High seas pocket fishing rules released

Posted on March 04, 2014

IMPLEMENTING rules for fishing in a tuna-rich high seas pocket were released yesterday.

The Bureau of Fisheries and Aquatic Resources (BFAR) issued the regulations on group tuna purse seine operations in High Seas Pocket 1 (HSP-1), in Fisheries Administrative Order No. 245-2, Series of 2014, published in a newspaper yesterday.

"This policy is designed as a conservation measure primarily to reduce effort in the Philippine waters where juvenile tunas are more likely to be found than in the high seas pocket 1," the order read.

The order covers the 36 Philippine-registered traditional group seine fishing vessels with gross tonnage of not more than 250. The vessels must have international fishing permits, have paid a $1,600 fee for a special permit to operate in HSP-1, and be registered with the Western and Central Pacific Fisheries Commission (WCPFC).

Vessels must also comply with the International Convention for Safety of Life at Sea and with the Catch Documentary Scheme.

They should also have not been convicted for any administrative or criminal offenses for engaging in fishing activities that violate conservation and management measures adopted by the WCPFC.

As for vessels’ equipment, the purse seine net must have a mesh size of not less than 3.5 inches, starting at the mid body to the entire wing, while the ring net mesh size must be at least 3.5 inches at both wings.

The catcher fishing vessel and its supporting carriers must be equipped with a two-way vessel monitoring system (VMS), and corresponding light boats should have at least a one-way automatic location communicator (ALC).

"Installation of ALCs to light boats shall be in phase manner," the order read.

Real-time, continuous VMS information must be transmitted by the Fisheries Monitoring Center to adjacent coastal states/territories.

Each tuna purse seine/ring net operation group must commit to deploy no more than 40 fish aggregating devices per catcher vessel. FADs are buoys, drifting logs, and other similar objects used to attract fish.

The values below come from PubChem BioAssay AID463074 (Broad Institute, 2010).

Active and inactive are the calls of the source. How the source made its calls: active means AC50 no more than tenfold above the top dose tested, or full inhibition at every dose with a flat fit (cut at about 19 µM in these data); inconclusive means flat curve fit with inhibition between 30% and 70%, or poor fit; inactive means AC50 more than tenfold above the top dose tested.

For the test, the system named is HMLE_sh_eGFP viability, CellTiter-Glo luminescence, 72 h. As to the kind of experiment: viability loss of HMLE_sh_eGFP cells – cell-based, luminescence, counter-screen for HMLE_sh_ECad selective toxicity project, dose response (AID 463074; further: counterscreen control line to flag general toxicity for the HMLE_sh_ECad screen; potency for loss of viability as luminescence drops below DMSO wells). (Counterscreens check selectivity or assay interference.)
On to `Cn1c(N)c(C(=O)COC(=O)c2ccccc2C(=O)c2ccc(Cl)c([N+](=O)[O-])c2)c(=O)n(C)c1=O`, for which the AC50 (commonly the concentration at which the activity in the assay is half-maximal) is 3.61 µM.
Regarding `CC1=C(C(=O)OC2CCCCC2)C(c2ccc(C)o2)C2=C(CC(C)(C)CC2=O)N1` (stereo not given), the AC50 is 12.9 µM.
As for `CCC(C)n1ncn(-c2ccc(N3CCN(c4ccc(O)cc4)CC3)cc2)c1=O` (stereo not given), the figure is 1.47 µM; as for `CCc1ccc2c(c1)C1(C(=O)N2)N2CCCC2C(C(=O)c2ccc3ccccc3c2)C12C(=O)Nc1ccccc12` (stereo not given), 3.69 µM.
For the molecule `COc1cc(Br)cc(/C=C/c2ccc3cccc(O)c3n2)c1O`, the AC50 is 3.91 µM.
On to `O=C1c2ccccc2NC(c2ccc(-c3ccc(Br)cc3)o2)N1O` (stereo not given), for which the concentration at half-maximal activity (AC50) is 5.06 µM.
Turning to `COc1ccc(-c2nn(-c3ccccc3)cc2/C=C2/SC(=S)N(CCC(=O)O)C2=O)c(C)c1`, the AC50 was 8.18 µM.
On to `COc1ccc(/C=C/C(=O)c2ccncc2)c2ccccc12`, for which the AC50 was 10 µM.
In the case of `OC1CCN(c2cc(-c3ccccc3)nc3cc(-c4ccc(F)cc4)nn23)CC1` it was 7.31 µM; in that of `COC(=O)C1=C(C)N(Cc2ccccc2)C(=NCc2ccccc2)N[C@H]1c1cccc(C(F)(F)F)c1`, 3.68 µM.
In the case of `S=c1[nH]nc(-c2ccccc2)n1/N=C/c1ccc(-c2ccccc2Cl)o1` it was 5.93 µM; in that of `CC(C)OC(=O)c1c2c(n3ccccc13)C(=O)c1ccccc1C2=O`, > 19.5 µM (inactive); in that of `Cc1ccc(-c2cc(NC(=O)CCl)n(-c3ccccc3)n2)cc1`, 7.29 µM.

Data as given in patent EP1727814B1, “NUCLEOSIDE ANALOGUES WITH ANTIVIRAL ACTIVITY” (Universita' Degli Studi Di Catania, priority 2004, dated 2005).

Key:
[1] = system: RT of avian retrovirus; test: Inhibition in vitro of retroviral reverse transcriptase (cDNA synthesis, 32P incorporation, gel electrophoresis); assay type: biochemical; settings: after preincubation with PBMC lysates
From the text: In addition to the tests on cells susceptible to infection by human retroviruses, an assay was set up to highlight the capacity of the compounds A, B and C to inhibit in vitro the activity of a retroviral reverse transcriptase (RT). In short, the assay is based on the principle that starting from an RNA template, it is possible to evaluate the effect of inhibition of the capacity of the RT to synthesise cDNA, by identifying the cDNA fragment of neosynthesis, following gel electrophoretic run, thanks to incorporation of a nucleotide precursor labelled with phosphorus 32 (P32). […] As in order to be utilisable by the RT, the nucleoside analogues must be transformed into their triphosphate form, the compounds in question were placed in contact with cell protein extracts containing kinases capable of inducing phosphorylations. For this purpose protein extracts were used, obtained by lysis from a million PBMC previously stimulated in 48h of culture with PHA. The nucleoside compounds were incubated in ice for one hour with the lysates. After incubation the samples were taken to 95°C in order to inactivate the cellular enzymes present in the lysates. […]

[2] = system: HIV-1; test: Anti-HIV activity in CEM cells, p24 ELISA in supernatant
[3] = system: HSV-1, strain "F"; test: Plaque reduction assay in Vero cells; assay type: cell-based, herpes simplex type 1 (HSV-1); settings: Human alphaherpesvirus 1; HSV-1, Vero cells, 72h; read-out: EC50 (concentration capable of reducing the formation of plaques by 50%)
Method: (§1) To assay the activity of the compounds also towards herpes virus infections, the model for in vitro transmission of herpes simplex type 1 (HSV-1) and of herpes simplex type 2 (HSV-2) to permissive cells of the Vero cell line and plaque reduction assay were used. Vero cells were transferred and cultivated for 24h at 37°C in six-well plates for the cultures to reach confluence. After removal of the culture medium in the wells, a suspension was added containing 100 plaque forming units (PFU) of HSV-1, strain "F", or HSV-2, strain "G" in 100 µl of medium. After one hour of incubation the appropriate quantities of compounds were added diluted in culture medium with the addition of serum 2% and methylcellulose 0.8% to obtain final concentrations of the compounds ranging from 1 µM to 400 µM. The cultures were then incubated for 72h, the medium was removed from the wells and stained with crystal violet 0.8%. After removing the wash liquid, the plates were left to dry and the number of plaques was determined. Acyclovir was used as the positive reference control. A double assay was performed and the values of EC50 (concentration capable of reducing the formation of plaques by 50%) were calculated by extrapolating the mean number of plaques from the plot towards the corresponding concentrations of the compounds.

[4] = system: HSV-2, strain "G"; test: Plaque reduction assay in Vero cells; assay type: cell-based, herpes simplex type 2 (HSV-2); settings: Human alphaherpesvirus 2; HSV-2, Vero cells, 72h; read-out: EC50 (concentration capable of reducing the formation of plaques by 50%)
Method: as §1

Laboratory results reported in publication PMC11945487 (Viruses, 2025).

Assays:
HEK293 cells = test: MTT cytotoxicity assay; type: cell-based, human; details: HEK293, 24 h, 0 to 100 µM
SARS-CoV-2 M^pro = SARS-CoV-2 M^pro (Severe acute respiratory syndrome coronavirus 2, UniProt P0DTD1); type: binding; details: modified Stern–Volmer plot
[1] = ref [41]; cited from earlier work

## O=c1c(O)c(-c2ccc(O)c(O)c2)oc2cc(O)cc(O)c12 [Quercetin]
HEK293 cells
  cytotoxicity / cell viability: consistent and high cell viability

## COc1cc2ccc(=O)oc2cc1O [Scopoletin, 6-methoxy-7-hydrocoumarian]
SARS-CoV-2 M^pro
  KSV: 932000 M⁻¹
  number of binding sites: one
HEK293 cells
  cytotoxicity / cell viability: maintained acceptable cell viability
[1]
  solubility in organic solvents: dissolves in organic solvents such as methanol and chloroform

The order also requires each tuna purse seine/ring net operation table group to engage the services of an accredited regional observer, "preferably fishery graduates".

The owner and the three highest ranking officers of the boat must also attend a BFAR orientation prior to operation.

Catcher vessels listed with access to the high seas are also barred from fishing for tuna in Philippine waters during the validity of their license in the high seas. However, BFAR may issue a special approval to the contrary, "in the furtherance of national priority".

At least 24 hours prior to entry and no more than six hours prior to exiting HSP-1, the vessels or fishing company must notify BFAR by electronic or any other means. The information will also be sent to adjacent coastal states or territories and the WCPFC.

The reports must include the date, time, and geographical coordinates of the vessel’s entry and exit.

Vessels operating in HSP-1 must also report sightings of any fishing vessels to the BFAR and the WCPFC Secretariat, indicating the vessel type, date, time, markings, heading and speed.

All landings of vessels operating in HSP-1 must be done at the General Santos and Zamboanga fish ports or other ports operated by the Philippine Fisheries Development Authority. The BFAR must receive a catch log sheet "to insure that reliable catch by species are collected for process and analysis".

The annual total catch per vessel must not exceed an equivalent to 273 high seas fishing days.

Transfers of access right or vessel replacements must be approved by the BFAR.

Penalties for violating the order include, for sailing from the home port to HSP-1 without an onboard observer, a P100,000 fine for the first offense and a P500,000 fine and revocation of the special permit for HSP-1 for the second offense.

If the BFAR FMC has notified the vessel that its VMS automatic location communicator is not transmitting as required, the vessel must report its position manually every four hours. Otherwise, the BFAR will impose a P500,000 fine for the first offense and a P1-million fine as well as revocation of the special permit for the second.

Similarly, failure to make the entry/exit or sighting reports and intentional non-submission of catch log sheets will be penalized with P500,000 for the first offense and P1 million for the succeeding.

Vessels that exceed the maximum number of fishing days must pay P1 million, and the owner will lose all special permits for HSP-1.

Non-compliance with the mesh size requirements merit a first-offense penalty of P1 million and a second-offense penalty of P2 million and revocation of the special permit.

Excess FADs will be confiscated, and a fine of P50,000 per extra FAD will be charged.

Unauthorized access right transfer or vessel replacement get a penalty of P1 million the first time and P2 million, plus special permit revocation, the second time.

The order will take effect on March 18, 15 days after it was published.

HSP-1 is the area of the high seas bounded by the exclusive economic zones of Micronesia to the north and East, Palau to the west, and Indonesia and Papua New Guinea to the south, according to the order.

The WCPFC met last December for a conservation plan to reduce tuna catches and prevent over-fishing. The Philippines was the only country granted continued access to HSP-1.

This, the Agriculture department had said in a statement, was "after it was ruled that the country was adhering to responsible fishing practice".

The Philippines had received access in April 2012 until March last year and then received an extension in June. The access was further extended for three years at the December meeting.